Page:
The world map may look, on the surface to be a direct clone of PoGo’s world, it’s significantly more populated with things to do. For one, “Gyms” and “Pokestops” are now “Fortresses,” “Inns” and “Greenhouses.” Fortresses are where you complete Challenges, Inns restore energy, and Greenhouses are completely and utterly useless at this stage in the game’s development.

It’s pretty disappointing you can’t customize your world map avatar as you can in PoGo. Sure, the Ministry ID picture is fun to mess around with, but it would be pretty cool to create your own Harry Potter character in the Harry Potter universe.

Each Confoundable (sigh) appears on the world map much in the same places Pokemon would appear in PoGo, as a small icon denoting its’ type. Even better, there are flags that appear on the world map that show you where certain types of those things will spawn most often. Super neat.

There’s a veritable smorgasbord of things to do and see, and ingredients to pick up, and Portmanteaus (Port Keys. Basically PoGo’s Eggs). There’s so much to do, it’s almost overwhelming at first.

However, this brings us to the game’s biggest problem: Energy.


Everything requires energy. Casting spells requires energy. Completing challenges requires multiple charges of energy. You start with 75, and you’ll burn through that extremely quickly.

Even worse, Inns give you a random amount of energy, from 1 to 10. It feels really, really crummy to travel to the only Inn in your area, only to get 1 measly energy, only to wait 5 minutes, and get another pittance of energy allowance.

And yet, it gets worse:

Energy does not recharge over time.

Yes. Again. ENERGY, the one thing you need to continue playing the game, does not regenerate over time. You know, like it does in literally EVERY OTHER MOBILE GAME.

Hell, in other, crummier mobile games, the developers shower you in energy at the start, to encourage you to play, to learn the mechanics, and to eventually pay more to get better stuff. EVEN the complete dumpster fire that is Harry Potter: Hogwarts Mystery has that feature.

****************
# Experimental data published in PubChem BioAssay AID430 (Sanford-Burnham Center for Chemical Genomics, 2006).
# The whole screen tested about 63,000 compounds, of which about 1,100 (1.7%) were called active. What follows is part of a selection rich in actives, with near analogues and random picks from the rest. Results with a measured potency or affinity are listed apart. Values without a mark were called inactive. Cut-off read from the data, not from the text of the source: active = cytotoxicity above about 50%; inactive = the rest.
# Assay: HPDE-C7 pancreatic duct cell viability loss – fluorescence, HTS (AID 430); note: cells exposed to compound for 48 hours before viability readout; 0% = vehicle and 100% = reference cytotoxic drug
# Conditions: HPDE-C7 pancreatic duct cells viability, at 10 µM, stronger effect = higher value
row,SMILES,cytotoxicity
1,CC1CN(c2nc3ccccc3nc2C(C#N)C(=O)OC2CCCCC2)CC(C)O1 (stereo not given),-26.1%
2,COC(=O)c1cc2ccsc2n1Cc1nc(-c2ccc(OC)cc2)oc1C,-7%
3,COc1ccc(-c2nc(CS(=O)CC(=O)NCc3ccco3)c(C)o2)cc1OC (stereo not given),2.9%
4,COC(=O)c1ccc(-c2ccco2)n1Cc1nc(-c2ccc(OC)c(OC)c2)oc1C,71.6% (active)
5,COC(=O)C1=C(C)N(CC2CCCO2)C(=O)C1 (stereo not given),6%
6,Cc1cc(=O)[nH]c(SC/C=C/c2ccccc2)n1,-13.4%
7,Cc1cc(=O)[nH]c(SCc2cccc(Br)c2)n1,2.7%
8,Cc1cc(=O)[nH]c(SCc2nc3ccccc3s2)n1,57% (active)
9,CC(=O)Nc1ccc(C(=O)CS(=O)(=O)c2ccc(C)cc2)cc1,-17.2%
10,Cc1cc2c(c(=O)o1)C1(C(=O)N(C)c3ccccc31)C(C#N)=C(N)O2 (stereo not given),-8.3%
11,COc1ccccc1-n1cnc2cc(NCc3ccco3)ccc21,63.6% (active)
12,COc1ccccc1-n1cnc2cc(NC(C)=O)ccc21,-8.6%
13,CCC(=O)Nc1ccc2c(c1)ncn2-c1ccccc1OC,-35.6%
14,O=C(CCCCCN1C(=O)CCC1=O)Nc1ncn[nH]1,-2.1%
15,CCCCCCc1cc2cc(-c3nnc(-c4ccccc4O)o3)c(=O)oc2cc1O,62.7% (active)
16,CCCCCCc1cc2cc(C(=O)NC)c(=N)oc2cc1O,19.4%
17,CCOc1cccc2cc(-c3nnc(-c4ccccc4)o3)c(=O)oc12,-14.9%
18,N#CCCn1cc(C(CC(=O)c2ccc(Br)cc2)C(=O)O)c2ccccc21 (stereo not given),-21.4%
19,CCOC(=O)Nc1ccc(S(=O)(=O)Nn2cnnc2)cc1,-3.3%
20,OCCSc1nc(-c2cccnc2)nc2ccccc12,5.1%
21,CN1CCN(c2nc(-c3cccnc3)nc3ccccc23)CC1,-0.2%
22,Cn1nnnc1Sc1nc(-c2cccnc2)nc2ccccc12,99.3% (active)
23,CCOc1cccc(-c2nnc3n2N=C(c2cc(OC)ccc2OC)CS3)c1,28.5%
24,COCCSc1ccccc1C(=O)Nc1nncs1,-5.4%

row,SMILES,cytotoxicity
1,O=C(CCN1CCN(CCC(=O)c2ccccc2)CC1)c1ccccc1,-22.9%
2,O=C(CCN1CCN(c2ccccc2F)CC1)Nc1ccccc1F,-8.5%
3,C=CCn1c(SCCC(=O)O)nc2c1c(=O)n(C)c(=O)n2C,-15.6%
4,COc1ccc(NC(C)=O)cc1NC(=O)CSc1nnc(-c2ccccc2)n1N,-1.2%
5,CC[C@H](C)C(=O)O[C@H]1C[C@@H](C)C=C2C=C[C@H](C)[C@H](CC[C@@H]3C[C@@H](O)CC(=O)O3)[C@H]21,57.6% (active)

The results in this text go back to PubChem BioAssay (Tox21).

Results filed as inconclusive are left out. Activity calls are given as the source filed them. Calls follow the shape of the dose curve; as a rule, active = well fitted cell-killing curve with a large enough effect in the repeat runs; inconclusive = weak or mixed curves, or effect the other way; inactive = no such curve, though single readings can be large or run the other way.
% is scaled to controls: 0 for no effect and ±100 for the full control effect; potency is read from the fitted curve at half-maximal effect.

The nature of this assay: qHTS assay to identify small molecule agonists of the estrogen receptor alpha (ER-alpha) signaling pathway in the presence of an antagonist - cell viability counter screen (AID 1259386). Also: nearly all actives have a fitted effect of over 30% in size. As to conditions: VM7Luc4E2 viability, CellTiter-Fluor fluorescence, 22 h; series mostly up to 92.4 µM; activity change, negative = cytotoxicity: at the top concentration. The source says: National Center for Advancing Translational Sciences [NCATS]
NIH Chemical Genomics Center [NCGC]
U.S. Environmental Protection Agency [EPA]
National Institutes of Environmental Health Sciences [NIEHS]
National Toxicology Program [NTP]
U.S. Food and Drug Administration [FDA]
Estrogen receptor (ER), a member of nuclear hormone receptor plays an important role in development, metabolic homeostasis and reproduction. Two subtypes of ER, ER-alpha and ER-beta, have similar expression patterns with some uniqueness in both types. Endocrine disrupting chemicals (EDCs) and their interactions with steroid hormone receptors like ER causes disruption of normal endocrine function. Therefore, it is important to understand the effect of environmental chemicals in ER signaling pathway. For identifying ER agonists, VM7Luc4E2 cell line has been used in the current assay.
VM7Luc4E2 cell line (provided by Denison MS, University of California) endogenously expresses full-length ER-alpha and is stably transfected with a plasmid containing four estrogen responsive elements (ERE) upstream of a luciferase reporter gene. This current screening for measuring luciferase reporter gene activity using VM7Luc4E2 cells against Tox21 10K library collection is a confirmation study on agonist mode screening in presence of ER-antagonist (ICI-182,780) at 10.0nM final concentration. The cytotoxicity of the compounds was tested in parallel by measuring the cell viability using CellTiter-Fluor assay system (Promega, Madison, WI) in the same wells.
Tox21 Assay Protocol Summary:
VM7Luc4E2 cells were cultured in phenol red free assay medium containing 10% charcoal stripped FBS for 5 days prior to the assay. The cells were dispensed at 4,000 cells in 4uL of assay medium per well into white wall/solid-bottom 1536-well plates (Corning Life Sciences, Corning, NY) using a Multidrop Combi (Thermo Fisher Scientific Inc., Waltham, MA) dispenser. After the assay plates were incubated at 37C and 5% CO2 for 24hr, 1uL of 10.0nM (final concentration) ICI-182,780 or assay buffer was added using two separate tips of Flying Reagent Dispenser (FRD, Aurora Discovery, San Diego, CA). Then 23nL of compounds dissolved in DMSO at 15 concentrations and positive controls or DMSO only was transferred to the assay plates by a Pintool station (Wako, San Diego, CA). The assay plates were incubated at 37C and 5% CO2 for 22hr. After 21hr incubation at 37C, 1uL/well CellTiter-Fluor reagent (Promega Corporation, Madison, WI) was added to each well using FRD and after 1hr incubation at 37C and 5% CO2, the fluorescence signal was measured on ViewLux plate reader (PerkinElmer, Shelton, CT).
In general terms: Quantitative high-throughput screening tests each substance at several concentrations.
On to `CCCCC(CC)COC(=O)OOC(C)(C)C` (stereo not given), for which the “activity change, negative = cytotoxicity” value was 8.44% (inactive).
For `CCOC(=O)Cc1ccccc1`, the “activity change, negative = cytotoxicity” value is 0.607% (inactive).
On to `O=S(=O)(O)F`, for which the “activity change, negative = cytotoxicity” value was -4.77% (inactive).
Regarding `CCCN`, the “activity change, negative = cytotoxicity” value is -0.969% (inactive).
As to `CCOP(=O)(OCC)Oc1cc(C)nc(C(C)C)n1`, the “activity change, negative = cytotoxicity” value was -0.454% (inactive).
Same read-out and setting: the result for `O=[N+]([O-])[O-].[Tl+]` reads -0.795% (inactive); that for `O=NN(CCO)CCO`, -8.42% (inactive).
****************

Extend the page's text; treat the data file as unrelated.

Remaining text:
In Wizards Unite, you have to freaking PAY to even learn the ropes.

Granted, if you live in a more populous area, you may have more opportunities to recharge your energy at multiple Inns (most likely what they’re going for). But if the 3 random stops in your neighborhood are 2 Greenhouses and a Fortress? You’re totally SOL.

That’s frustratingly poor design.


The longevity of these kinds of AR games depends heavily on the strength and passion of the community. Everyone remembers PoGo’s legendary first two weeks. Wizards Unite has had a relatively good first weekend, but nowhere near the same level of success. And while a few Discord channels, Reddit communities, and Facebook Groups have popped up so far, it’s (again) not nearly as big.

We’ll see in the coming weeks and months if they can make this game more enticing for other players.

All in all, Wizards Unite is legitimately better than PoGo was at launch. There’s more to do, more to see, and a more interesting story. But until they find a better solution to the energy problem, it will hamstring the game’s appeal in the long term.


  • Spells, Potions, and Port Keys oh my! Lots to do and lots to see.

  • Cool designs and music.

  • Confoundingly confusing lore.

  • Rewards you for getting out and exploring your community.

  • The lack of energy is incredibly frustrating, and could limit the game’s lasting appeal for some.

4/10 JK Rowling retcons

At the time of this writing, the reviewer had reached level 9 ¾ and was playing on an iPhone 6S.